Gastrointestinal Drugs, Know the Danger of Drugs – Part 2

Stomach Acid Blockers and Ulcer Drugs

Despite doctors’ calls for improved lifestyles, the multitude of gastrointestinal drugs on the market is astounding. Stomach acid blockers, such as nizatidine, famotidine, cimetidine and randitine are another popular drug group used to treat duodenal and gastric ulcers and conditions caused by excess stomach acid. Long-term safety of these drugs is still unknown, but side effects may include confusion, hallucinations, dizziness, sore throat and fever, irregular heartbeat, abdominal pain, skin rash, depression, diarrhea, hair loss, headache and nausea. Because older people eliminate drugs more slowly from their bodies, they are at an especially high risk of side effects.

Ulcer drugs, such as sucralfate, misoprostol and omeprazole are used to treat and prevent ulcers resistant to the usual treatment with stomach acid blockers or antacids. Adverse side effects include constipation, dizziness, backache, drowsiness, dry mouth, indigestion, stomach cramps, difficulty breathing, fever, cloudy or bloody urine, bleeding or bruising and skin rash. Certain ulcer drugs have also been shown to alter chemical markers of bone metabolism, possibly leading to osteoporosis. Long-term suppression of acid by ulcer drugs can also lead to intestinal infections.

Stomach acid blockers and other ulcer drugs should not be taken for minor digestive complain such as occasional upset stomach, nausea or heartburn, as there is no evidence that they effectively treat these problems. They should also not be used by those with pre-existing conditions and in combination with other drugs, so it is critical to consult with a physician before taking any ulcer drug. It is also important to recognize that even with treatment, ulcers frequently return after a few months. As long-term prevention, people prone to ulcers should avoid smoking, foods that trigger ulcers and drugs known to aggravate ulcers, especially aspirin, ibuprofen and other nonsteroidal anti-inflammatory drugs (NSAIDs).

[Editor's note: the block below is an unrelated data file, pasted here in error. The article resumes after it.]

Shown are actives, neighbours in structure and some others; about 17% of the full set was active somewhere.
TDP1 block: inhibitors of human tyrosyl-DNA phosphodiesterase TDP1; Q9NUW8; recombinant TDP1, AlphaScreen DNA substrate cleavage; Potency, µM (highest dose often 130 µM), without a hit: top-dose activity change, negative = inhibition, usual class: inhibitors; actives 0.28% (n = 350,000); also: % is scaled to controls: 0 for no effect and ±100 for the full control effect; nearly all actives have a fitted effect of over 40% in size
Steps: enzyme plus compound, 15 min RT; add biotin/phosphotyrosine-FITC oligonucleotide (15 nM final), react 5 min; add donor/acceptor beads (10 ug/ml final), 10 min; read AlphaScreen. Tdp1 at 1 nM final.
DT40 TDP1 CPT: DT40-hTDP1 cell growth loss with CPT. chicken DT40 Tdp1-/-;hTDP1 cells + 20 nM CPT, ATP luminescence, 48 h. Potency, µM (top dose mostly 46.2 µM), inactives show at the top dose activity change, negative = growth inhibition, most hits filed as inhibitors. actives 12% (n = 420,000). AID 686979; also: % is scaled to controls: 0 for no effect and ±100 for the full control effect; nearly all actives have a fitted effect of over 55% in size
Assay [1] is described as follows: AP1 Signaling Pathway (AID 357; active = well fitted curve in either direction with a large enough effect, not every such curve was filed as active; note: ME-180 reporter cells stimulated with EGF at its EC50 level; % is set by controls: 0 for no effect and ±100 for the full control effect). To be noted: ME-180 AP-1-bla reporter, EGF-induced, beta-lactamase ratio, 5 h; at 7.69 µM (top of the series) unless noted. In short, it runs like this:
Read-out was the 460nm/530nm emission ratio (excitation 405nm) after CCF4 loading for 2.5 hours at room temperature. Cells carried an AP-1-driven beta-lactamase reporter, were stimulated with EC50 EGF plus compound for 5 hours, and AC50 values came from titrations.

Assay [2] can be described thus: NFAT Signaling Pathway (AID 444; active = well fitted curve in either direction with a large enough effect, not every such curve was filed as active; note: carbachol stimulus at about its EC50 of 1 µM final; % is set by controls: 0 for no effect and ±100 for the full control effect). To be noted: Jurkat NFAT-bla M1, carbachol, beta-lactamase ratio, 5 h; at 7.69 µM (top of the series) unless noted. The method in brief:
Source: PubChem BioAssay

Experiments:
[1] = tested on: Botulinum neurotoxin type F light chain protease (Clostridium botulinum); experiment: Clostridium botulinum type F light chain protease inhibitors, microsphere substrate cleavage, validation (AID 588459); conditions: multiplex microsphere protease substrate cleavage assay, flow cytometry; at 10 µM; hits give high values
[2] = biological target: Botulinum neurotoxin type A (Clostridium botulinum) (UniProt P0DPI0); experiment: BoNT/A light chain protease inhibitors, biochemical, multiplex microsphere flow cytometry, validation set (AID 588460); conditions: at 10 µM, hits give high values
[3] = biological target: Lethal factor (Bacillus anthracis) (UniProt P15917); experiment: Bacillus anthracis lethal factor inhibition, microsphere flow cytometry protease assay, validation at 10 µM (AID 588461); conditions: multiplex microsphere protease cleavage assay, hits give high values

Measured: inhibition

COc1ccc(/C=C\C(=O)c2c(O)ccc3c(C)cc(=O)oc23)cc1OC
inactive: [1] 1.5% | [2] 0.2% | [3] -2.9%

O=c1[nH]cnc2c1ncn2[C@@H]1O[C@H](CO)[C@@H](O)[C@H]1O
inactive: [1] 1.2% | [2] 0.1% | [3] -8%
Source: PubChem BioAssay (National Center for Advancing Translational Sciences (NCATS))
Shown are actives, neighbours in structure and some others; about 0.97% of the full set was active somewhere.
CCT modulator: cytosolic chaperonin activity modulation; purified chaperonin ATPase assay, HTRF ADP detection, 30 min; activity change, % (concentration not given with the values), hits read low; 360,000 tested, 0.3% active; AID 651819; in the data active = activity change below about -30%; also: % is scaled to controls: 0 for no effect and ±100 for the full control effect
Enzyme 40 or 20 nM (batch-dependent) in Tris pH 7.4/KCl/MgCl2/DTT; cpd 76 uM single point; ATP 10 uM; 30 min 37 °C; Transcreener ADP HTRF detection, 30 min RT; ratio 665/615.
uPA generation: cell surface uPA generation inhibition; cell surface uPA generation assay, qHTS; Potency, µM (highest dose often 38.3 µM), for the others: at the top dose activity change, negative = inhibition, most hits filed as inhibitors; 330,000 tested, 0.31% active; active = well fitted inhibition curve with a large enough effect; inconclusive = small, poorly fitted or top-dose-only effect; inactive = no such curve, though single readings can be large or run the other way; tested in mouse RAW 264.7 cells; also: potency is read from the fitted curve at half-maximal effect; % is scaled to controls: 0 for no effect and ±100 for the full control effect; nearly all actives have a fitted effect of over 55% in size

Anti-Nausea Drugs for Cancer patients

Although most instances of stomach pain are caused by diet, feeling of sickness, including nausea and vomiting, are also side effects linked with chemotherapy drugs can affect the lining of the digestive system and others can cause people to lose their appetite for a time. More rarely, chemotherapy drugs can cause constipation. A doctor may prescribe one of a number of anti-sickness drugs (antiemetics) to stop or reduce these side effects. However, these drugs can cause further side effects including signs of tardive dyskinesia, parkinsonism and neuroleptic malignant syndrome. Eating small, frequent meals so the stomach is never empty, avoiding foods with strong smells and drinking clear liquids are simple dietary changes that may prevent the need for antinausea drugs (drum).

Effective Solutions to Gastrointestinal Upset

Stomach discomfort is real, but it is preventable in many cases. According to physicians, dietary changes, as opposed to drugs, should be the first solution in the attack against inner aches and pains. As medical studies demonstrate, improved daily eating habits may help prevent the gastrointestinal nightmares haunting the stomachs of millions. Furthermore, choosing a healthy lifestyle hushes the phrase “oh, I shouldn’t have” and prevents emergency drugstore trips and the body will celebrate their absence.